When The Beatles ventured to Hamburg, Germany in the late 1950s they were welcomed with a residency slot. John Lennon, Paul McCartney and George Ha
When The Beatles ventured to Hamburg, Germany in the late 1950s they were welcomed with a residency slot. John Lennon, Paul McCartney and George Harrison were joined by their bassist at the time, Stuart Sutcliffe, as well as their first drummer Pete Best. The band lived their rock and roll lifestyle to the fullest and were shacked up in a concrete room between performing music every night.
McCartney later revealed: “The room had been an old storeroom, and there were just concrete walls and nothing else.
“No heat, no wallpaper, not a lick of paint; and two sets of bunk beds, like little camp beds, with not very many covers. We were frozen.”
With just one room between the five of them, the boys didn’t have much to hide from one another.
Harrison was the youngest of the group at just 17-years-old. In fact, he was so young that he got in trouble with the local police over working abroad.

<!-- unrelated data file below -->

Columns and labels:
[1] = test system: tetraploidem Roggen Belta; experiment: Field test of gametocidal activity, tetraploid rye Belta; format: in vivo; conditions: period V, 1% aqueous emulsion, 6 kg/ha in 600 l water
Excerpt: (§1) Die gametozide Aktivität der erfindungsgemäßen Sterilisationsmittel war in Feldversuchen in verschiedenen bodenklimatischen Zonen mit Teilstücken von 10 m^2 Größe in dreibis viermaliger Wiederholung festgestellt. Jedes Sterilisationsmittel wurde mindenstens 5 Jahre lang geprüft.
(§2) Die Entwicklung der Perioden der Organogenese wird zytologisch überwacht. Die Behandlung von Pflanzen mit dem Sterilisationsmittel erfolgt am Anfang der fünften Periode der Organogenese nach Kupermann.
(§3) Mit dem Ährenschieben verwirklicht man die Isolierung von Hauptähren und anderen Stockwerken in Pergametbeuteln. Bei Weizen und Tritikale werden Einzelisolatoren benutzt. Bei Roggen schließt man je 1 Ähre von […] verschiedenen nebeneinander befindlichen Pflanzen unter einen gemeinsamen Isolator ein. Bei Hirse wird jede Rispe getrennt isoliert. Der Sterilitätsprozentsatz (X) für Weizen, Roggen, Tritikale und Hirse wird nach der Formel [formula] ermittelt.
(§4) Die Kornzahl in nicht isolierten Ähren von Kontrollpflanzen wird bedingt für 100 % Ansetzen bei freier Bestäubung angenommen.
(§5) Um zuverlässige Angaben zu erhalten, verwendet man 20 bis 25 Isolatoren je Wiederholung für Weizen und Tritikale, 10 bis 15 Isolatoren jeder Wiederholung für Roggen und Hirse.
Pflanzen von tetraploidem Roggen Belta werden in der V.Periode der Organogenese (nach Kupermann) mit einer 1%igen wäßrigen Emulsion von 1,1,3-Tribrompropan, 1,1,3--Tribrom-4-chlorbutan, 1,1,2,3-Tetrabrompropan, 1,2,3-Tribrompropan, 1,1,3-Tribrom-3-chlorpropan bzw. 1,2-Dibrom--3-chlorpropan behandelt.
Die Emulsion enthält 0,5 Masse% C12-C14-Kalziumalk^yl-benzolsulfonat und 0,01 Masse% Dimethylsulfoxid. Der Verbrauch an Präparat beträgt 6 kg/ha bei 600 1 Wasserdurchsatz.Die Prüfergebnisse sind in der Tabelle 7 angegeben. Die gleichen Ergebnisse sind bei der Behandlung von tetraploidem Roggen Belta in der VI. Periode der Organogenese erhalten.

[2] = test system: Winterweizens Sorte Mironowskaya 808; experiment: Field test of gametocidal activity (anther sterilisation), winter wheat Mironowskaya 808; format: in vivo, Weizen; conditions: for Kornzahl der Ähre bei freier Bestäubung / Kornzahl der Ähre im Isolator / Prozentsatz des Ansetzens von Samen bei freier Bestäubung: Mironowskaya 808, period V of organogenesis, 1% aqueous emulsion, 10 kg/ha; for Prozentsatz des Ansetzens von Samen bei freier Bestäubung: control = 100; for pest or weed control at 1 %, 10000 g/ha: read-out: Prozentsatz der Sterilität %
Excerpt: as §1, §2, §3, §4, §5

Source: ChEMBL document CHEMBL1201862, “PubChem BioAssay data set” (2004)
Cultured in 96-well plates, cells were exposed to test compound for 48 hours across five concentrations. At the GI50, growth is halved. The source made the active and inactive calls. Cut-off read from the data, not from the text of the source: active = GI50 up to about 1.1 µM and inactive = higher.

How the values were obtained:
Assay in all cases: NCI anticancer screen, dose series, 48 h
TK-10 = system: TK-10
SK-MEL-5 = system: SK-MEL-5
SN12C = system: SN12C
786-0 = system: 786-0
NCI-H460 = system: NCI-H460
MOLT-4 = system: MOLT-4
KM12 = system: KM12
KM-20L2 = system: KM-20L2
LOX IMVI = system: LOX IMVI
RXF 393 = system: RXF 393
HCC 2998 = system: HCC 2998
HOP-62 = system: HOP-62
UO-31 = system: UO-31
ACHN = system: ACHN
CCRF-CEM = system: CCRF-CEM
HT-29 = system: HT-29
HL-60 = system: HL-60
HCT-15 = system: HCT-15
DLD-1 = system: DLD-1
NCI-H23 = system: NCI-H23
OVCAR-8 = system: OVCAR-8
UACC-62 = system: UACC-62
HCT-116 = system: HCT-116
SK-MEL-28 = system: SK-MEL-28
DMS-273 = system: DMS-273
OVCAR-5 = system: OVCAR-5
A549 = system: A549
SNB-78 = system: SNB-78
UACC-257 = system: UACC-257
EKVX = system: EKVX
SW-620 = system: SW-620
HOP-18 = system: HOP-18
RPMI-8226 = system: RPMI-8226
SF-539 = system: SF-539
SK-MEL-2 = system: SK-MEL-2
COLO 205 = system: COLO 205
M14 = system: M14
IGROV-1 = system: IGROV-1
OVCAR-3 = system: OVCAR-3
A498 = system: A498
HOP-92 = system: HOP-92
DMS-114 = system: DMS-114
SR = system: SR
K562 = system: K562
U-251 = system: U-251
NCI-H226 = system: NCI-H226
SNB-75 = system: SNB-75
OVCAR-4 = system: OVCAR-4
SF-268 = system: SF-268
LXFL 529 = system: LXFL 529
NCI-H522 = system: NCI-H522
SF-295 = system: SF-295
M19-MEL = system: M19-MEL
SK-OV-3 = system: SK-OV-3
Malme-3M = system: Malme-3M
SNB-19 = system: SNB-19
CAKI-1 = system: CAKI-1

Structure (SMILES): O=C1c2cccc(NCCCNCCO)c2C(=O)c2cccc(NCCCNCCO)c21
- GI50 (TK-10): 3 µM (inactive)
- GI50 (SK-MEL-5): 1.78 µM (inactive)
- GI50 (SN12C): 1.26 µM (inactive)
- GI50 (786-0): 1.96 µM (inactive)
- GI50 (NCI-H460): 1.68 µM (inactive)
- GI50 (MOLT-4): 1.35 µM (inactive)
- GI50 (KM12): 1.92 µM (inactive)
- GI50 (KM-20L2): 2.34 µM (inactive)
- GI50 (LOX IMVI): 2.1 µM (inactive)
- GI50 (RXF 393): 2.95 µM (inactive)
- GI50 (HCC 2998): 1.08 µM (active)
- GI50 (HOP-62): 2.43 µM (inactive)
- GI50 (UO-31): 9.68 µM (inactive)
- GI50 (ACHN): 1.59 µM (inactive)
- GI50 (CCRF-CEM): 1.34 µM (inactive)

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Harrison was deported from Germany in November 1960 after it was discovered he was 17-years-old working abroad. Eventually, he made his way back to continue his residency slot with the rest of the band. Before that, however, that the concrete room The Beatles slept in was the venue used for Harrison losing his virginity. After bringing a girl back to the band’s headquarters, everyone else in the room listened with anticipation. Harrison recalled: “We were in bunkbeds. They couldn’t really see anything because I was under the covers.” And you won’t believe what the rest of the band did after Harrison had done the deed.
McCartney said: “That was the intimacy we had … I’d walked in on John and seen a little bottom bobbing up and down with a girl underneath him.
“It was perfectly normal. You’d go: ‘Oh, sorry,’ and back out the room.”
It wasn’t long before everything changed for The Beatles, however.
Shortly after the band finished one of their residency slots in 1962, they met Brian Epstein, the man who would become their manager.
Shortly after signing the band, Epstein promised The Beatles they would never play for less than £15 ever again.
Within the next year, the Fab Four had hit their stride, and reached the top ten in the UK Singles Charts, before eventually going on to tour America.
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